Microsoft may be on a right path in regards to Windows 9

Martin Brinkmann
Aug 9, 2014

When Microsoft released Windows 8 in 2012 it quickly became clear that the operating system was not performing as well as Microsoft hoped it would.

Windows 8 was not a new Windows 7 sales-wise and the operating system gained usage share slowly as a consequence.

One of the core reasons for this was Microsoft's decision to make the touch-optimized interface standard on all devices. The company added the Start Screen interface -- known as Metro back then -- which meant that users had to switch between the two interfaces regularly.

There was no start menu at all, and touch-centric features such as the Charms Bar  were used to replace functionality that the company removed from the system.

It became clear quickly that desktop users were not too happy with it. While most users had to use the system anyway, many desktop users found ways to circumvent its usability issues.

Companies like Stardock created programs to bring back the Start Menu to the operating system and millions of users downloaded these programs to improve the usability of Windows 8.

Restructuring happened after the release of Windows 8 and Microsoft changed its course slowly. First sign of that was the release of Windows 8.1 which made things a bit better for desktop users. While still not optimal in many regards, it demonstrated that change in strategy.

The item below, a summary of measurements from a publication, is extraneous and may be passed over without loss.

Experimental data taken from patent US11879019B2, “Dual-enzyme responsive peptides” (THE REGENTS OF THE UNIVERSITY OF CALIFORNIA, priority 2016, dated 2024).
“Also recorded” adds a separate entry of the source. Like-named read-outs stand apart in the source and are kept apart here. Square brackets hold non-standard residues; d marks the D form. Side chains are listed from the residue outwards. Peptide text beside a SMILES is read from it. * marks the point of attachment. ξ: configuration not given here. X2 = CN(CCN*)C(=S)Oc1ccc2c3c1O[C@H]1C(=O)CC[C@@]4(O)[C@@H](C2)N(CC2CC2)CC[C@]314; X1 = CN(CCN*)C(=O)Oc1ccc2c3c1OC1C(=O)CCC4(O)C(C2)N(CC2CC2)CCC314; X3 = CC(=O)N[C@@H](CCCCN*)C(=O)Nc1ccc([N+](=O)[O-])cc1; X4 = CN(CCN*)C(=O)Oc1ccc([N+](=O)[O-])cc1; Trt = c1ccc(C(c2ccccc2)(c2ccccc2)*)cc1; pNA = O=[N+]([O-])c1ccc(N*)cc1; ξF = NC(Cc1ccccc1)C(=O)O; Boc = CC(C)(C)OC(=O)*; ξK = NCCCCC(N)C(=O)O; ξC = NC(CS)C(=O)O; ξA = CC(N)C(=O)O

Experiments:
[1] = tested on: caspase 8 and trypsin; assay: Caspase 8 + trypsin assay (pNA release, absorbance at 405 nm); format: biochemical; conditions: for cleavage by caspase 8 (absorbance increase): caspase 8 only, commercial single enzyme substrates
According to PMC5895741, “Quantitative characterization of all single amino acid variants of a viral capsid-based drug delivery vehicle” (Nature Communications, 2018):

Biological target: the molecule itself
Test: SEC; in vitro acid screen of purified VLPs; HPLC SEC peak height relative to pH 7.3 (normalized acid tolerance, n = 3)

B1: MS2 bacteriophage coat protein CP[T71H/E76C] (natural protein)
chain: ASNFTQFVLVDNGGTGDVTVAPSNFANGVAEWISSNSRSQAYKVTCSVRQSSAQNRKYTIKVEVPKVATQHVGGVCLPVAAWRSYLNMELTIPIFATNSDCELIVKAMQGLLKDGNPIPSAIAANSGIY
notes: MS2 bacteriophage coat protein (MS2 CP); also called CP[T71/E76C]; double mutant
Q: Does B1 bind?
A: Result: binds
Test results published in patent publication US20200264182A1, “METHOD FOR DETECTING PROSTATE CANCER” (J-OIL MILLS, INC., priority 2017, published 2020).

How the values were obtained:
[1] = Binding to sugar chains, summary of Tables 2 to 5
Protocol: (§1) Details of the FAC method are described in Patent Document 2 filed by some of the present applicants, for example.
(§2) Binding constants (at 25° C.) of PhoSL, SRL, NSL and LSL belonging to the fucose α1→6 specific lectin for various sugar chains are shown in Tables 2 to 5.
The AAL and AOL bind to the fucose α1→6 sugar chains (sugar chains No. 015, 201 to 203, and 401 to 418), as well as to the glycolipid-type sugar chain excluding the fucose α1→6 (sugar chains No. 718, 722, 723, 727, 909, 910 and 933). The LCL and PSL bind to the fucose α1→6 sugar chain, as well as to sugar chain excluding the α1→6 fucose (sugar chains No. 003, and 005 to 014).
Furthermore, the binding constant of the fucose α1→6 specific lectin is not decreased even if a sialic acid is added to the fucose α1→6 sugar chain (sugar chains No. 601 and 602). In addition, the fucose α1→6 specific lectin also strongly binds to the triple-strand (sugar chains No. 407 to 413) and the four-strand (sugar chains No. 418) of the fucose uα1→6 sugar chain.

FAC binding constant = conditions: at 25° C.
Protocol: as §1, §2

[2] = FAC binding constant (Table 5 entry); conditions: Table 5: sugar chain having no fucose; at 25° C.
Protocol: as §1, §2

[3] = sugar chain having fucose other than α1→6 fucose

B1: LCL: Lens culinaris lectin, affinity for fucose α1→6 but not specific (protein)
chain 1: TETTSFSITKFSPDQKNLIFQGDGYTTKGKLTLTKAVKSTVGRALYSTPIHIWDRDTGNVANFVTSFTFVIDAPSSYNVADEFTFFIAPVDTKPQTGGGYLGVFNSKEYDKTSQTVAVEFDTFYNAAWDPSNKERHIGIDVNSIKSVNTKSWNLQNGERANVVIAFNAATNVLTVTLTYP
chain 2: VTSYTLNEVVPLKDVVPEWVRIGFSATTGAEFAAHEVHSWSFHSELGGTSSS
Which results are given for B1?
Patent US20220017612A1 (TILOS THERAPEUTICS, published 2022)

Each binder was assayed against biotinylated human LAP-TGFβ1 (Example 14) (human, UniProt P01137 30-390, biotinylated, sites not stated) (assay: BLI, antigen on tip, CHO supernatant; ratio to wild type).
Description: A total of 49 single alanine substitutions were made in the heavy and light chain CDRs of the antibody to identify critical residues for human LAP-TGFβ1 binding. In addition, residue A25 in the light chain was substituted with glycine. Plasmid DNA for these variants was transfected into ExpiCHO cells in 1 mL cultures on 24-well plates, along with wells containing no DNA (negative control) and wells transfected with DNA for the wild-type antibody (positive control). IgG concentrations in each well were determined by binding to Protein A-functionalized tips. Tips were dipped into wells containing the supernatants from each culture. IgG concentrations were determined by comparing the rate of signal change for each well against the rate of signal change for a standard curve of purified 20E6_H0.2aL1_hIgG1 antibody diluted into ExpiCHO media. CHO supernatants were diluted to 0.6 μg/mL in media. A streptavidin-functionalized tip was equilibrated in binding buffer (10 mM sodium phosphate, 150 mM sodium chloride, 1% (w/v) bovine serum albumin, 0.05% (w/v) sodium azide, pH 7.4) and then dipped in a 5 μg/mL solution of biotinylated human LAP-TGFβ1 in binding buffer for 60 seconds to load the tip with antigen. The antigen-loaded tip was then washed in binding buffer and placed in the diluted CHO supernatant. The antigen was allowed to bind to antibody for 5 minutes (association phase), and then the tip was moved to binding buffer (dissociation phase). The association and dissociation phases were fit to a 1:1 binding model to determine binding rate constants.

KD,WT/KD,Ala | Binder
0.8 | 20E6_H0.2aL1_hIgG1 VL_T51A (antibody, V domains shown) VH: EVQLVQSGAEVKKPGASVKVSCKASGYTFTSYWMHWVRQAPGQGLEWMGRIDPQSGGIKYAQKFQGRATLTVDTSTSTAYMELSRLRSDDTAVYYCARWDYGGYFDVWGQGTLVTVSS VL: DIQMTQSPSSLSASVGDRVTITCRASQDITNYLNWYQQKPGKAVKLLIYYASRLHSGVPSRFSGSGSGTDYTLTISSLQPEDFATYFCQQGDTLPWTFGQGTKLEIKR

As it stands right now, the company seems more or less done with Windows 8 and concentrates most efforts on the next version of Windows -- Windows 9, Windows Threshold -- instead.

Windows 9

It is clear that Microsoft cannot afford to release another operating system that does not perform well as it would surely affect the company's dominant position in the client operating system market.

We do know that Microsoft will bring back a full start menu, and while it won't look identical to the one in Windows 7, it will offer the same functionality as it.

The core difference here is that it will also list apps and maybe even make use of the Live Tiles functionality to display information right in the menu.

It is not clear how customizable the menu will be, but it is likely that you can add or remove entries here to customize it to your liking.


Recent rumors suggest that Microsoft may kill the Charms Bar for desktop users in Windows 9. The Charms Bar displays on the screen when you move the mouse cursor to the lower or upper right corner of the screen, or when you press the shortcut Windows-C.

It works great on touch devices as you can use your thumb to control it, but on a desktop, it is abysmal to use. It is slow, the position of it is not optimal, and the structure that is used forces you to click multiple times before you reach the link you want to click on in first place.

charms bar

Most desktop users are probably not making use of the Charms Bar at all, and those who do, may use it predominantly in apps to control preferences of these apps.

While removing the Charms Bar completely is one option that Microsoft is testing currently, it could also decide to move the menu to another location to make it more accessible on the desktop.

The reason why this may be the better option is that apps and games make use of the interface for their preferences. These preferences need to be displayed elsewhere when the Charms Bar is removed.